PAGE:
Haize in the fields

The night is my eyelids; the sun seared it with the moon.
I leave my roof in a dream of Christ, my Fountain.

Why disturb my devotion with Messiah’s return?
There are so many spirits; there is so much dry lightning.

The crying child – give her the wine we hid in the box spring.
Reivers seize our cattle in fall, but they leave the dark grapes.

The slow moon condenses like a raisin, like the shriveling
Earth.  The guards lift their eyes at my song in the white fields.

The radio died, and we named the stars again.
We bottle our news and wait for the ocean.

Nothing grows to term, and His cup is never full.
Since we spilt the ice, the stiff dregs slit their wrists for rain.

Can I love Christ?  Here?  The monks say I can.
I glean the white fields for a vision of Him.

We are cut to pieces.  When they bury us,
will our children grow whole in the dark, like potatoes?

He comes! they shout. His voice is like many waters!
The sun winks, I say, and turns mirages into shadows.

You are a lover and no prophet, Haize.  Had you sung
back in Al Gore’s day, your words would have blown as dry as his.



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One thought on “Haize in the fields

  1. Peter
    And thanks, Dale!
    September 29, 2007, 10:56:59 AM EDT – Reply

    Peter
    Thank you so much, Lucy, …deb, and anni!

    …deb, I didn’t see anything close to my area on the list. I live in a D.C. suburb, so, while the feds don’t spend on us, they also usually avoid reminding us of the cost in natural resources and scenery our lifestyles here run up.
    August 30, 2007, 5:15:16 AM EDT – Reply

    anni
    the way the imagery twists and turns…i am amazed at the way it all takes the reader into the world of the poem.
    August 29, 2007, 6:59:20 PM EDT – Reply

    …deb
    Thanks for the insight, Peter. It added to your poem, even though it stands so well on its own. (Very cool that you heard the Basque pronounciation! Wonderful.)

    And thanks for your comment about the Hanford site meeting. Come to find out there are many sites being considered. There may be one in your neck of the woods. I have a (rough!) draft meeting “report” on stoney moss with a link to DOE if you want more information.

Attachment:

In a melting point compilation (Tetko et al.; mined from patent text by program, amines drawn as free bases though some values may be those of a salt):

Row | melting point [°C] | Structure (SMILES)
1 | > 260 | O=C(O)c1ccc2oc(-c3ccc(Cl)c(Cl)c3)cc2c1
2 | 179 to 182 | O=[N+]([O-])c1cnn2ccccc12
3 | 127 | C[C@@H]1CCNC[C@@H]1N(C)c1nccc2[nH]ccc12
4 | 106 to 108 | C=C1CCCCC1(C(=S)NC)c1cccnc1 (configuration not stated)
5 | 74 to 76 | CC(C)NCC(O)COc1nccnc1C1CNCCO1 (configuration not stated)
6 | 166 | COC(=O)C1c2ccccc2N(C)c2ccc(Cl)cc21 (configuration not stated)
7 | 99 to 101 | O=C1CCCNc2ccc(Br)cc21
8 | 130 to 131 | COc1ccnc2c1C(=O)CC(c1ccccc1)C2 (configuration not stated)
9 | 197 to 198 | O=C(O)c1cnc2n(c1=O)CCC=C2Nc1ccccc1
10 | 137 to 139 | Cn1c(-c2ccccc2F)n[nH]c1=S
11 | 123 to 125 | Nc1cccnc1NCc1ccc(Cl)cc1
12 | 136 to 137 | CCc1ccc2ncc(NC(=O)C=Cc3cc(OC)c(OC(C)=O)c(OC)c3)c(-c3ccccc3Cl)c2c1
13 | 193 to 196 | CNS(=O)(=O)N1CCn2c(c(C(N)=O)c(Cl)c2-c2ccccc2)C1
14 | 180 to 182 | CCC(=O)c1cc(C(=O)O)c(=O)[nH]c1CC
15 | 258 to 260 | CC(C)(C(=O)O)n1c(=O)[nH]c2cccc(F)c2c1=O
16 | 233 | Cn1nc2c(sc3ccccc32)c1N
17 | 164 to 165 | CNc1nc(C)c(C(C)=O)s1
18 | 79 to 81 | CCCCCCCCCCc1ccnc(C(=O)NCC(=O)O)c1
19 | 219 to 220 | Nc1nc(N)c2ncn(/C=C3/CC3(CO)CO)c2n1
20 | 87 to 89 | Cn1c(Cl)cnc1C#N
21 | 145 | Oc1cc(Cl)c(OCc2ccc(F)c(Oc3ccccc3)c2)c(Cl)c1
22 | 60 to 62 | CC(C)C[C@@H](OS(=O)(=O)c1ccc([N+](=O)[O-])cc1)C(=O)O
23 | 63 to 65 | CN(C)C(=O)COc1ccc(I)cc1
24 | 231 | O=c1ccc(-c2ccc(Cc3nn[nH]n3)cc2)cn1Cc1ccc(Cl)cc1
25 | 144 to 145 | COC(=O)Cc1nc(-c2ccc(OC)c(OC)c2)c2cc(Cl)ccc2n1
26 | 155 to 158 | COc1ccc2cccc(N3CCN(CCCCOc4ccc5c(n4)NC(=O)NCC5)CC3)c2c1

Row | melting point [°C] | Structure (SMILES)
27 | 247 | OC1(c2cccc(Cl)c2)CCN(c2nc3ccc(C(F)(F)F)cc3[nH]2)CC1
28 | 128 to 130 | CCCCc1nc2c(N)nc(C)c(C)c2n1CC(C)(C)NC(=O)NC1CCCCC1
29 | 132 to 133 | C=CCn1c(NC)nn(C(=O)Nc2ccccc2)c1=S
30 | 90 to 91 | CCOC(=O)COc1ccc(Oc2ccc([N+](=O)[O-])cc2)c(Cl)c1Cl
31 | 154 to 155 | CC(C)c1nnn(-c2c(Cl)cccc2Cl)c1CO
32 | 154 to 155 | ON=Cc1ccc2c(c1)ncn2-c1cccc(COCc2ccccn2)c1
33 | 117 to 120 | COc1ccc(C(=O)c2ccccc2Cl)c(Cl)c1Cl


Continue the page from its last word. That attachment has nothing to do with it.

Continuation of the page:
August 28, 2007, 8:43:28 PM EDT – Reply

    Lucy
    Rich and strange, disturbing.
    August 28, 2007, 8:48:19 AM EDT – Reply

    dale
    Marvelous, Peter.
    August 26, 2007, 10:48:30 PM EDT – Reply

    Peter
    I changed the severely over-thought first stanza a minute ago, reverting to an earlier draft.
    August 23, 2007, 11:20:23 PM EDT – Reply

    Peter
    Thank you, everyone, for your generous comments!

    ?deb and split ends, Haize is just the name I give my narrator. I like the name because it reminds me of the names Hafiz and Ghalib, both of whose ghazals inspired me. I discovered what you discovered about the word, ?deb, and then I met someone yesterday who speaks some Basque. He told me that Haize is pronounced like Americans pronounce “Isaiah” (except with a leading “h” sound). That made it even better!

    So Haize stands for nothing, really. The last stanzas of Hafiz?s and Gahlib?s poems sometimes include a reference to the poets? names, and they sometimes address themselves in them. These narrators sort of break character, and they turn at least my expectation of a conclusion on its head. While I like the ghazel?s sometimes-arabesque design (in my case, interchanging hope and despair), my poem builds Western-style (or at least uncovers Western-style, maybe like Browning) instead of inviting the discovery of some more ineffable, hidden center. So it?s not much of a ghazal.